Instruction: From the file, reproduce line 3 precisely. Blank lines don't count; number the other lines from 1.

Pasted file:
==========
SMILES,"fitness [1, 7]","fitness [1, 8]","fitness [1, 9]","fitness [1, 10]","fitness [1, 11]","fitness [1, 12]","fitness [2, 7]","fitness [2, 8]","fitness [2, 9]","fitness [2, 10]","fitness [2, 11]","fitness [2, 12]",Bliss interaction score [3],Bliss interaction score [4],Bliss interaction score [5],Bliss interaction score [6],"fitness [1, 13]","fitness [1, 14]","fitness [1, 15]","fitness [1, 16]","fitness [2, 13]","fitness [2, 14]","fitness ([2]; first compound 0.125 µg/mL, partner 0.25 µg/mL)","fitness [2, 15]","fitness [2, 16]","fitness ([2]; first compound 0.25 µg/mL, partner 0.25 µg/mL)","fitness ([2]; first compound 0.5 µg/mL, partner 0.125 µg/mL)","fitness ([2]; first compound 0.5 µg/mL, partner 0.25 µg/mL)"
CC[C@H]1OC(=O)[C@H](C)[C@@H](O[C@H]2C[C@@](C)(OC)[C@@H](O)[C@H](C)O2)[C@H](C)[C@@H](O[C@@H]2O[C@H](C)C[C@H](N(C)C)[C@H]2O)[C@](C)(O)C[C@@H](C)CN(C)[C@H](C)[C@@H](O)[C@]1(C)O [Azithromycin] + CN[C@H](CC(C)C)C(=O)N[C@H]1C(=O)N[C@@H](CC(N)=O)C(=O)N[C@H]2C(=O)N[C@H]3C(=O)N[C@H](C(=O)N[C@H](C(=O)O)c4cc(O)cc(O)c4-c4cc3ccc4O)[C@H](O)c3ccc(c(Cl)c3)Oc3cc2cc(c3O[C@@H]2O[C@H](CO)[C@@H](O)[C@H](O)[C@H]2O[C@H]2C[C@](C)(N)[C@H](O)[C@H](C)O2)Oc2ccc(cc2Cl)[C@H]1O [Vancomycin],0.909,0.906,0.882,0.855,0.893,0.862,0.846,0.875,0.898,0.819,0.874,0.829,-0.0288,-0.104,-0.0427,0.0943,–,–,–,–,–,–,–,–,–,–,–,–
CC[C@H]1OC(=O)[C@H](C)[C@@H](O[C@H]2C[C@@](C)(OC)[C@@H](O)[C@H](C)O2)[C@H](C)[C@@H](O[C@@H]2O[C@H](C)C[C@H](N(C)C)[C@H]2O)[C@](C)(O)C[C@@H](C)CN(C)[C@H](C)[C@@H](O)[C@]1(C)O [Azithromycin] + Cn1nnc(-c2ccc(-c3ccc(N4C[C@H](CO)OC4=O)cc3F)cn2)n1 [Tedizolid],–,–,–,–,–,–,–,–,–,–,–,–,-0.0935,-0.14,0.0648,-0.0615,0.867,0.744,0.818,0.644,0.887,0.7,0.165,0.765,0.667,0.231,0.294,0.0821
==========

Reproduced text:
CC[C@H]1OC(=O)[C@H](C)[C@@H](O[C@H]2C[C@@](C)(OC)[C@@H](O)[C@H](C)O2)[C@H](C)[C@@H](O[C@@H]2O[C@H](C)C[C@H](N(C)C)[C@H]2O)[C@](C)(O)C[C@@H](C)CN(C)[C@H](C)[C@@H](O)[C@]1(C)O [Azithromycin] + Cn1nnc(-c2ccc(-c3ccc(N4C[C@H](CO)OC4=O)cc3F)cn2)n1 [Tedizolid],–,–,–,–,–,–,–,–,–,–,–,–,-0.0935,-0.14,0.0648,-0.0615,0.867,0.744,0.818,0.644,0.887,0.7,0.165,0.765,0.667,0.231,0.294,0.0821